The traditional adverse possession doctrine has its roots in early English statutes of limitations that barred actions to recover possession of land after a certain amount of time had passed. [17] Today, all American states have statutes of limitation requiring that actions to recover land be brought within a certain amount of time. [18] Most American statutes of limitation do not expressly state that the former owner can lose title to an adverse possessor after the running of the statute. [19] However, courts have construed the statutes to transfer perfect title to adverse possessors. [20] The ability to gain title via adverse possession originated at a time when title and possession were inseparable. [21] Consequently, to show an adverse possession was sufficient to be equated with ownership, and thus that the true owner had a cause of action against the adverse possessor throughout the statutory period, a modern adverse possessor must generally prove her possession was actual, adverse, open and notorious, exclusive, continuous, and uninterrupted for the statutory period. [22]

Traditional justifications for the doctrine of adverse possession include barring "stale" claims, punishing owners for their neglect, encouraging the development of land, and quieting title. [23] The Alaska Supreme Court has stated:

[T]he adverse possession statutes keep stale cases out of the courts . . . . They exist because of a belief "that title to land should not long be in doubt, that society will benefit from someone's making use of land the owner leaves idle, and that third persons who come to regard the occupant as owner may be protected." [24]

Some modern scholars have suggested that the doctrine of adverse possession should be reformed because many of these traditional rationales are no longer relevant. [25] Others have criticized adverse possession on the ground that it encourages the development-"and thus environmental degradation-of wild lands," [26] a concern particularly applicable to Alaska. Finally, in response to concerns about the potential inequity of adverse possession, a few legislatures in other states have taken steps to curb its application. [27] However, none have been quite so bold as the Alaska Legislature.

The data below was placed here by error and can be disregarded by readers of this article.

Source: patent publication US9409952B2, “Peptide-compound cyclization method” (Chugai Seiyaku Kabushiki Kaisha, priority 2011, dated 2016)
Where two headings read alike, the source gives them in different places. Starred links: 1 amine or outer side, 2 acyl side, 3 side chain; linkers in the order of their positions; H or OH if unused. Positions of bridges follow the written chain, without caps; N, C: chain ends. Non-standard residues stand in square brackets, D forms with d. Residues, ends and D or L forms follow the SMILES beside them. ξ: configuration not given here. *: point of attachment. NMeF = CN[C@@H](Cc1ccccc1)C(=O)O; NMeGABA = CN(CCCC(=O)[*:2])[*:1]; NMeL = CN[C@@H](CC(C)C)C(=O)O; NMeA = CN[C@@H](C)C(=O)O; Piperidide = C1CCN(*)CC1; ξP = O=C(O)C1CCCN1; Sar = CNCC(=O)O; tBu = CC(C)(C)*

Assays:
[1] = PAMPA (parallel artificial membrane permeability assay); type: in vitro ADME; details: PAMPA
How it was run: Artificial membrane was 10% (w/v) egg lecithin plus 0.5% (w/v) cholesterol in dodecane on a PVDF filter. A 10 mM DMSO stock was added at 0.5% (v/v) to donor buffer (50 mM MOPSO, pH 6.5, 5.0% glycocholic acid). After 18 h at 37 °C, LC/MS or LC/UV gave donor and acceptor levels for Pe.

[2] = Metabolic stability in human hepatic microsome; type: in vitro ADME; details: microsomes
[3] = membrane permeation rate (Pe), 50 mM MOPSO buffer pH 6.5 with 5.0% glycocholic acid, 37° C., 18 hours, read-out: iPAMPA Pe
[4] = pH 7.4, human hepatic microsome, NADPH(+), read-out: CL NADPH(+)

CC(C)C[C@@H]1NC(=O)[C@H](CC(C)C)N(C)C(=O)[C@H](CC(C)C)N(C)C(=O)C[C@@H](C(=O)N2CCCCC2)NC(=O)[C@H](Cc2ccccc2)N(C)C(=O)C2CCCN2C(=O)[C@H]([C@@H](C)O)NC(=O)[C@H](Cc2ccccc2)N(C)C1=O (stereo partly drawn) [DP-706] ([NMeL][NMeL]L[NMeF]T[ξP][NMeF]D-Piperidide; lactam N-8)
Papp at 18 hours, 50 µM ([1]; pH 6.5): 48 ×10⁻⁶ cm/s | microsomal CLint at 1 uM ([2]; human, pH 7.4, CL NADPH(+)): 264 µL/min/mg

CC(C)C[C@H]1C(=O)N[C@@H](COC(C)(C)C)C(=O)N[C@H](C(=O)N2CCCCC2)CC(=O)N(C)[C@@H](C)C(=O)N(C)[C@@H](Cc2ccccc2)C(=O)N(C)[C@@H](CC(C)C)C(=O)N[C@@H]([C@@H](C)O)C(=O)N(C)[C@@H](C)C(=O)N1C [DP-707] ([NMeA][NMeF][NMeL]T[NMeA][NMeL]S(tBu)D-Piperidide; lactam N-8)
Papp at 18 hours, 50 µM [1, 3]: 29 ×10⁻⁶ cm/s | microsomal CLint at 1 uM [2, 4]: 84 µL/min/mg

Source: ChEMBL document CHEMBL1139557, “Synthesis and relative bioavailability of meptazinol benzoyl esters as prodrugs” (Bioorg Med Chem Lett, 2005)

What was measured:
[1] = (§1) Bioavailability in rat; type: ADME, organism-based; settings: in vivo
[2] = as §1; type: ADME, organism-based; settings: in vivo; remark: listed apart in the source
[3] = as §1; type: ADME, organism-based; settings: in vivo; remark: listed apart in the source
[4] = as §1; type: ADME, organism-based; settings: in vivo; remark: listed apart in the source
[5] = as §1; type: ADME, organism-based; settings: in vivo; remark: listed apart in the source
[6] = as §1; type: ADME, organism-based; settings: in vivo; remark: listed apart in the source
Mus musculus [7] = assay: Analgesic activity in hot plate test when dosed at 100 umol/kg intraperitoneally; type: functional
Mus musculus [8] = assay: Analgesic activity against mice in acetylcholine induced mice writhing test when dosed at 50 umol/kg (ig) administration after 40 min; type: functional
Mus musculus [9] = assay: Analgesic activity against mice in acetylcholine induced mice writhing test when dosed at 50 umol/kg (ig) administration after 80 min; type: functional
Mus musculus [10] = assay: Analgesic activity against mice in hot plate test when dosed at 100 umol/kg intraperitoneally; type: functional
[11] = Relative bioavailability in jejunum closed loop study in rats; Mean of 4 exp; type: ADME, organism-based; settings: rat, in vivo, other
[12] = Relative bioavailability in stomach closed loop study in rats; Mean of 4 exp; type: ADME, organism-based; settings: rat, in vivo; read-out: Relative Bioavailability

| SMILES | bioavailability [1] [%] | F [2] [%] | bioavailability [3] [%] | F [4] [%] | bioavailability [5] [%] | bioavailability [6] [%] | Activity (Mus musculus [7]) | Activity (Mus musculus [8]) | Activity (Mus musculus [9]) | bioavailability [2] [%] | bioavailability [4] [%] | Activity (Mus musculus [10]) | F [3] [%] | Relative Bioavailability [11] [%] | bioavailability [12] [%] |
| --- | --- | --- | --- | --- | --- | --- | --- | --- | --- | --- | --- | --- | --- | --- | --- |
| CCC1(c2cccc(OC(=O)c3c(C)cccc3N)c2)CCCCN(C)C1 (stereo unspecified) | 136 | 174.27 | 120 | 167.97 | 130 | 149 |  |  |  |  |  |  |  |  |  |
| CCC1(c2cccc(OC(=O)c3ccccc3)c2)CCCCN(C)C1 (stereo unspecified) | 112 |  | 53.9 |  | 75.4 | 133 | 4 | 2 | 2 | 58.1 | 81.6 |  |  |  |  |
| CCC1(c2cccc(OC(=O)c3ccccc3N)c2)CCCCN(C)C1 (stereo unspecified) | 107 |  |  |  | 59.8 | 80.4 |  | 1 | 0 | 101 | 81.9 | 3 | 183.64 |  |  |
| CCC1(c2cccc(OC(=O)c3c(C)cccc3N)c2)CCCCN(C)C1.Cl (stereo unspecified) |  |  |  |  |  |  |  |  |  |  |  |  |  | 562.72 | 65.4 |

II. Adverse Possession Law in Alaska Before 2003

A. The Statutes Prior to 2003

Alaska has two statutes governing adverse possession. Portions of these statutes existed before the 2003 amendments and were unchanged by the 2003 amendments. These portions read as follows:

Sec. 09.10.030. Actions to recover real property.
(a) [A] person may not bring an action for the recovery of real property or for the recovery of the possession of it unless the action is commenced within 10 years. An action may not be maintained . . . for the recovery unless it appears that the plaintiff, an ancestor, a predecessor, or the grantor of the plaintiff was seized or possessed of the premises in question within 10 years before the commencement of the action. [28]
Sec. 09.45.052. Adverse Possession.
(a) The uninterrupted adverse notorious possession of real property under color and claim of title for seven years or more . . . is conclusively presumed to give title to the property except as against the state or the United States. [29]

The language of section 09.10.030(a) of the Alaska Statutes, as set forth above, became part of Alaska's laws in 1884 when the Alaska organic Act made the "general laws" of oregon applicable to Alaska. [30] The statutory language remained the same after Alaska became an official territory in 1912 [31] and after Alaska became a state in 1959. [32] The language of section09.45.052(a) of the Alaska Statutes has a similarly long history in Alaska, [33] though it did not come from Oregon. [34]

Courts have construed these two statutes to give adverse possessors title to privately owned land [35] when the land is occupied for the statutory period under certain conditions. [36] An adverse possessor can tack her adverse possession to that of a predecessor as long as there is privity. [37] Privity exists when there is "continuous possession by mutual consent." [38] Unlike many other states, Alaska does not have a statute that tolls the running of the statute of limitations when the true owner is a minor or under a disability when the adverse possessor enters the land. [39] Also, although the Alaska Supreme Court has not previously addressed the issue, it would likely hold-as most states have - that the statutory period does not begin to run against the holder of a future interest until the future interest becomes possessory. [40]

B. The Alaska Supreme Court's Pre-2003 Adverse Possession Jurisprudence

1. Section 09.10.030(a)

on its face, section 09.10.030(a) of...